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Understanding Today’s Millennial Employees

In 2013 PWC completed a 2-year survey of their employees from 158 countries to understand more about the workforce reality facing HR over the next few years.  The survey included 40,000 responses from both Millennials and non-Millenials employees and included surveys, focus groups and one-on-one interviews with these employees. Among the more interesting results were just how similar Millennials are when compared to their older counterparts.

Work Life Balance Valued

Both Millennials and Non-Millennials questioned whether working hard was worth the sacrifice to their personal life. Employees at PWC are primarily professional employees and frequently they are working in high demand jobs with long hours. They survey found that 71% of Millennials and 63% or non-Millennials indicated that their work demands interfered with their personal lives. Included in the report was the finding that Millennials are not convinced they should have to give up their personal lives for professional success. According to the report:

“. . . the majority of them are unwilling to commit to making their work lives an exclusive priority, even with the promise of substantial compensation later on’.

One reason for this may be that Millennials do not believe or trust that there will be a return on their investment of their personal lives after having witnessed the generations above them sacrifice only to then lose out during the last two recessions. The results of the survey were fairly consistent across employees in all countries, however, for employees in Canada, the US, Europe and in the East region, work/life balance had a stronger impact on turnover, commitment and job satisfaction compared to those in less developed economies.

Work as a Thing not a Place

Both groups indicated a desire for increased flexibility in their work lives. Shifting hours, to work later in the day or put in time at night, to work from home, to have more control of their time was valued highly by Millennials, but also of non-Millennials. 63% of Millennials want to work from home occasionally and 66% want to shift their work hours. Regardless of age, 15% of males and 21% of female employees believed that flexibility was worth more than money, indicating they would sacrifice pay or delay promotions to gain flexibility.

The authors of the report indicated that:

 ‘Millennials do not believe that productivity should be measured by the number of hours worked at the office, but by the output of the work performed. They view work as a “thing” and not a “place”.

Recognition, Reward and Relationships

You may have heard this said before, but Millennials value relationships at work and have a strong desire to create strong, connected team-oriented workplace cultures, even more so than non-Millennials. They also want global relationships as 37% of Millennials, compared to 28% of non-Millennials had a desire to take advantage of oversees opportunities.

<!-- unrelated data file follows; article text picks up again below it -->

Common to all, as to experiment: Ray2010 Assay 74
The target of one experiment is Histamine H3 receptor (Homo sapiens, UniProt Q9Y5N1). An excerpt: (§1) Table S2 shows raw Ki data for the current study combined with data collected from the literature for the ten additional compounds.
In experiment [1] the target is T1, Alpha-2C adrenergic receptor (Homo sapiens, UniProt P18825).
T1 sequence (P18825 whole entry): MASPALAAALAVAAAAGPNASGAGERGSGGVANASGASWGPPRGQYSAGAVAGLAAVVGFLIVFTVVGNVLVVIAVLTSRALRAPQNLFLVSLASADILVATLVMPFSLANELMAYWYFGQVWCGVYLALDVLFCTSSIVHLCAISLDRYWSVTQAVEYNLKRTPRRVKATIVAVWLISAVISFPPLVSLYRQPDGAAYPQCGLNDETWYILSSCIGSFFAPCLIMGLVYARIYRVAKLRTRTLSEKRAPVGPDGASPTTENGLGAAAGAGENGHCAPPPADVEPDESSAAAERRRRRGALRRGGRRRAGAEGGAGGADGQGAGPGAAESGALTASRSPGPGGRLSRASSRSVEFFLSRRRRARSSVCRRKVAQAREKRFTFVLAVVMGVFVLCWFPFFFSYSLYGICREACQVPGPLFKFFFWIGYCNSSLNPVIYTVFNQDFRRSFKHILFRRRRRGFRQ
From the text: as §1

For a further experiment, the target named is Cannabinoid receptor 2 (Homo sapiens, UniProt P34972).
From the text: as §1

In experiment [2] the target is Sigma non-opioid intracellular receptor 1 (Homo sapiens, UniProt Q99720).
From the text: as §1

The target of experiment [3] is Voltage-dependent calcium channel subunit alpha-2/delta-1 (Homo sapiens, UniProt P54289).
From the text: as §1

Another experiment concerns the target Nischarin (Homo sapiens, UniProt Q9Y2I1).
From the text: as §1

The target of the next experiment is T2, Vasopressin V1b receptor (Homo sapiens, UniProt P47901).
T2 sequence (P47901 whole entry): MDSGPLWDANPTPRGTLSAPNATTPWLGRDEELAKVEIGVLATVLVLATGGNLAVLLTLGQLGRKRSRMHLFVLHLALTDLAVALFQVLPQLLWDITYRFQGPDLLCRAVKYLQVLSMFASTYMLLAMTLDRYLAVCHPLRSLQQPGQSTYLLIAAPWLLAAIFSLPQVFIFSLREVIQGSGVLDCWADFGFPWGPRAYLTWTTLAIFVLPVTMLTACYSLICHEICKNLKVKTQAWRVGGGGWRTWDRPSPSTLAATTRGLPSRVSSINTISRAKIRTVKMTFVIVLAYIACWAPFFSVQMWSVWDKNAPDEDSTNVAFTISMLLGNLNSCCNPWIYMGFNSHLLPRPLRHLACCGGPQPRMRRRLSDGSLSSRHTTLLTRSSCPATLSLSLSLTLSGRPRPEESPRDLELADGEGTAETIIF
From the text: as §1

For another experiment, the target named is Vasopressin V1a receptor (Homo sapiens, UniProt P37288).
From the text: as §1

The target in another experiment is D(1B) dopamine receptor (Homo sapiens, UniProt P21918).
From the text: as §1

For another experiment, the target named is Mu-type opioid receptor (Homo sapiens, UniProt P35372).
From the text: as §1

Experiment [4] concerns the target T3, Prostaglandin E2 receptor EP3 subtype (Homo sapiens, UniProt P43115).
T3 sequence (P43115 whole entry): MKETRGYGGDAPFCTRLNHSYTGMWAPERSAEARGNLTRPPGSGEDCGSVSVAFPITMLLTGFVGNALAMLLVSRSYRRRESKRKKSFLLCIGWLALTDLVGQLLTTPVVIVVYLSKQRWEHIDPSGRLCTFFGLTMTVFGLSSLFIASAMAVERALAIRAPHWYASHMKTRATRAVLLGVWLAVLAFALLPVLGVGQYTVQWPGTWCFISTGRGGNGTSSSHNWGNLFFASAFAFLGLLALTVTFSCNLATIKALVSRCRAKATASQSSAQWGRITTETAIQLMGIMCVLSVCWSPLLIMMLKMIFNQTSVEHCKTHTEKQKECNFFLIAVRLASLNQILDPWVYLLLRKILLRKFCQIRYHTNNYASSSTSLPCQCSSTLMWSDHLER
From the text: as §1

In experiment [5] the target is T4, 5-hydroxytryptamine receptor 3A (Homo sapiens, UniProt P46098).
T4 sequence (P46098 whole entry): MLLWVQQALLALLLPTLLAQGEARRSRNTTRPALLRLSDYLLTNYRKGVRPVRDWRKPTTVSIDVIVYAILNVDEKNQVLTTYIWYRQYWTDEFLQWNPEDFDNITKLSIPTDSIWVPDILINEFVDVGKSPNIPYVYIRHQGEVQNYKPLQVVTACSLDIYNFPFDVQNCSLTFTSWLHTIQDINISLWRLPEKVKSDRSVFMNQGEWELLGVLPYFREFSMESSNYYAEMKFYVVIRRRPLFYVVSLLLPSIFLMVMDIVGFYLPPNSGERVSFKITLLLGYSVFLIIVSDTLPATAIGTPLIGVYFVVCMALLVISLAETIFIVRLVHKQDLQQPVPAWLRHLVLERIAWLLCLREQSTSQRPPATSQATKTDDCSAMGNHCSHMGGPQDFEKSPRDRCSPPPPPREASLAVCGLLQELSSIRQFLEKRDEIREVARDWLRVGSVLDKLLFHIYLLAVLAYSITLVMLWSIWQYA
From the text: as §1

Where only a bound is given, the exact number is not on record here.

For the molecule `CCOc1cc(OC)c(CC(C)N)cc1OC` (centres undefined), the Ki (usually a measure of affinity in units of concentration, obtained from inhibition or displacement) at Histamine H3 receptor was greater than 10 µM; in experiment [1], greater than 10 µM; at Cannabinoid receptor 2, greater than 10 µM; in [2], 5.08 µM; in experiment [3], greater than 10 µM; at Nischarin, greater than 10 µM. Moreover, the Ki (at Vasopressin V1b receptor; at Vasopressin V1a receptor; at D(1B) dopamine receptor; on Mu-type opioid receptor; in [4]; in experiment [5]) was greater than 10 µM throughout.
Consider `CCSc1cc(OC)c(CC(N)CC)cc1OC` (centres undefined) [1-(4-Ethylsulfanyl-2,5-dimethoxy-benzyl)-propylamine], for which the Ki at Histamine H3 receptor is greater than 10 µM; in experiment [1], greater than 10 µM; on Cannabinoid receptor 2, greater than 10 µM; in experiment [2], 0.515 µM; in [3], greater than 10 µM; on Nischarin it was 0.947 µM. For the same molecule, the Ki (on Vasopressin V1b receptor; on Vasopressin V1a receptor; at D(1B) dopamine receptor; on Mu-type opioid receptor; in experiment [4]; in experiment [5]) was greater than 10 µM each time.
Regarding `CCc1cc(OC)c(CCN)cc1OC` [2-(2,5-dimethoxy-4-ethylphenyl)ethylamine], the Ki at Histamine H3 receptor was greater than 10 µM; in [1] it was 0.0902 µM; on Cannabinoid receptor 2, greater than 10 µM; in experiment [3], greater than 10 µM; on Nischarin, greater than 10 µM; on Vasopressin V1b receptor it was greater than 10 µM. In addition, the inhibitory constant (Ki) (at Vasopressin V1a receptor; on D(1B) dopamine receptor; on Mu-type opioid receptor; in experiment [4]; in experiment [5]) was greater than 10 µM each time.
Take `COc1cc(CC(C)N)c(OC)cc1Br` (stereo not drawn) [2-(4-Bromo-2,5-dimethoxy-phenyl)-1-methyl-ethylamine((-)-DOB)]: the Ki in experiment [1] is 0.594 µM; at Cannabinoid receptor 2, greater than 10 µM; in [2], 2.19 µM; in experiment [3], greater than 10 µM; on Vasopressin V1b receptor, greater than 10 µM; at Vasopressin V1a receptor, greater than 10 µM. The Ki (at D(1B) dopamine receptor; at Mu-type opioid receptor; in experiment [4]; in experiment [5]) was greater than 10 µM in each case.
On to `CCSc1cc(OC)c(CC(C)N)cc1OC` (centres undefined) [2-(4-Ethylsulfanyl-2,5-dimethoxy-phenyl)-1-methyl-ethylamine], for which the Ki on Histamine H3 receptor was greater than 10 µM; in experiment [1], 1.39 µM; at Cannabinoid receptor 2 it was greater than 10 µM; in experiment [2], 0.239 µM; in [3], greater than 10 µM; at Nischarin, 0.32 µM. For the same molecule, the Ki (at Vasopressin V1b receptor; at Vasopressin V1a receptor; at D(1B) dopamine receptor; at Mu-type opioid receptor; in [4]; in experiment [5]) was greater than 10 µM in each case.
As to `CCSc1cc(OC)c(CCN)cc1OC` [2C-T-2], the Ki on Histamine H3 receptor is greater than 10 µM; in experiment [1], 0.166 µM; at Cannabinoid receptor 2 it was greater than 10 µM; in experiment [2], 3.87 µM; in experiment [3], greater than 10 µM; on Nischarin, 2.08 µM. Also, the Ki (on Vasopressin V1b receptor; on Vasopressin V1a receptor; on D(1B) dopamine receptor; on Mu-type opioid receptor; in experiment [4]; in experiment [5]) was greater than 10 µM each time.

Millennials had a strong desire to be involved in decisions about their work assignments and wanted more transparency from supervisors and management. They also wanted more mentoring and support from their managers. Millennials also had a desire for more frequent reward and recognition; 41% of Millennials wanted monthly recognition compared to only 30% of non-Millennials. According to the researchers:

“Millennials have a greater expectation to be supported and appreciated in return for their contributions, and to be part of a cohesive team”.

How Can Your Retain and Engage Your Millennial Employees?

The research pointed to several factors related to retention and engagement in Millennial employees.

1)      Flexibility: All employees reported seeking better life-work balance or more accurately perhaps work-life integration. Surveying your own employees to determine what flexibility might meet your and their needs can help you understand how to keep your employees balanced.

2)      Transparency of Opportunities: Understanding how compensation decisions are made and providing greater clarity to career path development can help Millennials feel involved and in control of their career destiny.

3)      Mobility Opportunities: Millennials are better connected to their extended and global communities and interested in travel. If your organization has offices in other locations in Canada, the US or anywhere in the world providing Millennials with opportunities for relocation, even short term or temporary can be motivating and offer them new experiences

4)      Listen and Talk: Millennials have a desire to be consulted, involved in their work assignments and career development and, according to the survey, 96% desire opportunities to talk, face-to-face with their supervisors about their progress (so did 95% or non-Millennials)